Ida B. Wells, Booker T, Washington, and W.E.B Dubois Essay

Ida B. Wells, Booker T, Washington, and W.E.B Dubois Essay

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Beginning in the 1890’s Jim Crow laws or also known as the color-line was put into effect in the Southern states. These laws restricted the rights of blacks and segregation from the white population. These laws were put into effect as partially a result of the reaction of the whites to blacks not submitting to segregation of railroads, streetcars, and other public facilities. African Americans Ids B. Wells, Booker T. Washington, and W.E.B Dubois had differing opinions on the color-line. Wells and Dubois felt the color-line created prejudice toward blacks and that the black population could not become equal with the whites under such conditions. On the other hand, Booker T. Washington thought the laws were a good compromise between the parties at the time.
Booker T. Washington was an African American leader who established an African-American college in 1181. Then in 1895 delivered the Atlanta Compromise Speech to an audience of mainly Southerners, but some Northerners were present. In his speech he made a few points. He said, “No race can prosper till it learns that there is as much dignity in tilling a field as in writing a poem.” Washington believed that the African American race needed to learn first that manual labor was just as important as the work of intellects. He thought that until they learned this they were not worthy of becoming intellects themselves. The color line is thus important in teaching them this lesson. He also said, “It is important and right that all privileges of the law be ours, but it is vastly more important that we be prepared for the exercise of these privileges.” His opinion was that one day blacks would deserve to have equal rights with the whites, but right now in 1895 the blacks needed to be...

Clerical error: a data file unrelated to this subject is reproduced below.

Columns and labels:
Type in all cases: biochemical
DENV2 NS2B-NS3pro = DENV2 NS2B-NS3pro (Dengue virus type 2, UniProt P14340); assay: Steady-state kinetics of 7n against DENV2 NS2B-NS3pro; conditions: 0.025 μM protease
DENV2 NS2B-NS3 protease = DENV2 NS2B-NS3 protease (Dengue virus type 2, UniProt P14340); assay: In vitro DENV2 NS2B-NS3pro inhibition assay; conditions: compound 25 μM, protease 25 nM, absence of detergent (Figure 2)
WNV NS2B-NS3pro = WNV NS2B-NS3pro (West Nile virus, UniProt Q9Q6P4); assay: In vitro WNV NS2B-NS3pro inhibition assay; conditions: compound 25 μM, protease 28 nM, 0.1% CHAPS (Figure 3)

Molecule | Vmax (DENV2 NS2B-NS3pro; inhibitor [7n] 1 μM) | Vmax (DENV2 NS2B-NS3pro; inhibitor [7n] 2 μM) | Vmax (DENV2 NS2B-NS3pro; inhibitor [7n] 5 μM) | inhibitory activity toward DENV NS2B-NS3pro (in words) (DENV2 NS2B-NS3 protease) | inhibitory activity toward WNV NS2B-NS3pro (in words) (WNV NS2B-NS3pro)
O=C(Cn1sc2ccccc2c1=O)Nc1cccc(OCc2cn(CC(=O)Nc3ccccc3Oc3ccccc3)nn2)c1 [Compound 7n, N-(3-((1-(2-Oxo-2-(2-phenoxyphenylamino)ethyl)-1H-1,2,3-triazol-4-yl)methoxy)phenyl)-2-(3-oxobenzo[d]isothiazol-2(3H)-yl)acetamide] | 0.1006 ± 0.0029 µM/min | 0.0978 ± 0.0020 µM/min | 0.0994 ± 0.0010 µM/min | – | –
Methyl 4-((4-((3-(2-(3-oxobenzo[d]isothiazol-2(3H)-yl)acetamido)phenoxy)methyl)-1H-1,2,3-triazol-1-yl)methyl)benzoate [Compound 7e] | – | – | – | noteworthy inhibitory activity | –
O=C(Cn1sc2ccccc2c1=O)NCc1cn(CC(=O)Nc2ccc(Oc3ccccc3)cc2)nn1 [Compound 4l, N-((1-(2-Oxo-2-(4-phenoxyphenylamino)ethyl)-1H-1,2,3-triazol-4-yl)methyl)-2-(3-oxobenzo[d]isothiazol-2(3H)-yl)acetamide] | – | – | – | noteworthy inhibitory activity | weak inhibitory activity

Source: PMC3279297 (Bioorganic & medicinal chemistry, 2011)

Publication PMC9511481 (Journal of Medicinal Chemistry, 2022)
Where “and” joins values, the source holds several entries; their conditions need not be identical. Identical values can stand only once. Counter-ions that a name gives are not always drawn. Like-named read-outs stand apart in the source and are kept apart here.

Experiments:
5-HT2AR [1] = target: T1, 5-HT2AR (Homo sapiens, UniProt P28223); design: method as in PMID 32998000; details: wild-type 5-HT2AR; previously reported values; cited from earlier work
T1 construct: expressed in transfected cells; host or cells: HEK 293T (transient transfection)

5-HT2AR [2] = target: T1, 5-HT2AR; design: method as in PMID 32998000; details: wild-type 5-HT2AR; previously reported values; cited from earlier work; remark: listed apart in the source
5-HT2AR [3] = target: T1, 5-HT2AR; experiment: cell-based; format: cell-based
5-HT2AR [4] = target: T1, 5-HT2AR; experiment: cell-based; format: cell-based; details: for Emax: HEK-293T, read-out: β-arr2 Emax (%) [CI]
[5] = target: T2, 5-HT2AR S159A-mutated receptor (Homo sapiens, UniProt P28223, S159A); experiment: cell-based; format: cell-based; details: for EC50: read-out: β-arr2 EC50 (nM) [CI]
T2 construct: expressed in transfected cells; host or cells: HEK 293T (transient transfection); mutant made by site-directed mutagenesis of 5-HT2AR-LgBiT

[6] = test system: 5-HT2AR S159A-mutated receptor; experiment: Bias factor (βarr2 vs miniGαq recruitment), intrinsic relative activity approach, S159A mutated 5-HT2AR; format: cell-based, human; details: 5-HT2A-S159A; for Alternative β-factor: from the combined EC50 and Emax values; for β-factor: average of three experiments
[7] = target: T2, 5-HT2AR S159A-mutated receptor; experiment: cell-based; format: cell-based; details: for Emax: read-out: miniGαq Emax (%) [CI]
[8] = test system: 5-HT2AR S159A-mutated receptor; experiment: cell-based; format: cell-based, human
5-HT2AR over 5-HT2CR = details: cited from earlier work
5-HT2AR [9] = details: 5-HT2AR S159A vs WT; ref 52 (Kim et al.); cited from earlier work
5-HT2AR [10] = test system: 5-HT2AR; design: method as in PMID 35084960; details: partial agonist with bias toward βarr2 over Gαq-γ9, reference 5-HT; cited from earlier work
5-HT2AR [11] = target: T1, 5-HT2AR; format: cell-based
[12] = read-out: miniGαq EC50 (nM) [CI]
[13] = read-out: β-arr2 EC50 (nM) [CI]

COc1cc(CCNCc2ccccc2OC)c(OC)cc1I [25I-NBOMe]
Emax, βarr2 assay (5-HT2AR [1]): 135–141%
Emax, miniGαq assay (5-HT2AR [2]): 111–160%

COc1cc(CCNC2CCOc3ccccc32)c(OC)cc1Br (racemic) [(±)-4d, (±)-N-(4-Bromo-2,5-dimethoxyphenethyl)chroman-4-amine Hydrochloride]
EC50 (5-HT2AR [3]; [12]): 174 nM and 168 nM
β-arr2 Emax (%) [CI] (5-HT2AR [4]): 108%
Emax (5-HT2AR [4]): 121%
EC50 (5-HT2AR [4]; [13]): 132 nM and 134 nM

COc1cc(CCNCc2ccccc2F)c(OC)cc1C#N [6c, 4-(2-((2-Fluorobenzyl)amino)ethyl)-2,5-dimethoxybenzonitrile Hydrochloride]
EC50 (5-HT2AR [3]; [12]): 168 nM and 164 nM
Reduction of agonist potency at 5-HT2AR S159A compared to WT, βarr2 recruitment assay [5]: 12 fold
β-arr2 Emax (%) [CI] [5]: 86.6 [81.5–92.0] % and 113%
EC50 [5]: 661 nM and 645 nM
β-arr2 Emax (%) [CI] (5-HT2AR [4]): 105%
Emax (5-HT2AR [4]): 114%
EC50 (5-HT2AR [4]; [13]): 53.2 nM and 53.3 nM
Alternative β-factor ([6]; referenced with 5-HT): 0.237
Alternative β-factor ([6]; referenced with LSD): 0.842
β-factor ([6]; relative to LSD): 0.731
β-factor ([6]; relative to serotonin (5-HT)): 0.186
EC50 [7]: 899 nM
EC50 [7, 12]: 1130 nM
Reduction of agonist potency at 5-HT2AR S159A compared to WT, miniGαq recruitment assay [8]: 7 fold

... middle of paper ...


...hile Wells and Dubois had more opinion that are looking out for the African–Americans, Washington had more of an influence when it came to the amount of audiences he reached and his supporters were from all sides; Northerners, Southerners, and African-Ameicans.




Works Cited

Divine, Robert A. America past and Present. 10th ed. Upper Saddle River, NJ: Pearson Education/Longman, 2013. 245. Print.
Washington, Booker T. "1895 Atlanta Compromise Speech." Speech. Cotton States and International Exposition. Atlanata. 18 Sept. 1895. History Matters: The U.S Survey Course on the Web. Web. 23 Feb. 2014.
B., Du Bois W. E. The Souls of Black Folk: Essays and Sketches. New York: Dodd, Mead, 1979. University of Virginia Library. 4 Oct. 2008. Web. 23 Feb. 2014. 37.
Wells, Ida B. Southern Horrors. Lynch Law in All Its Phase. New York: New York Age Print, 1892. Print. 6.

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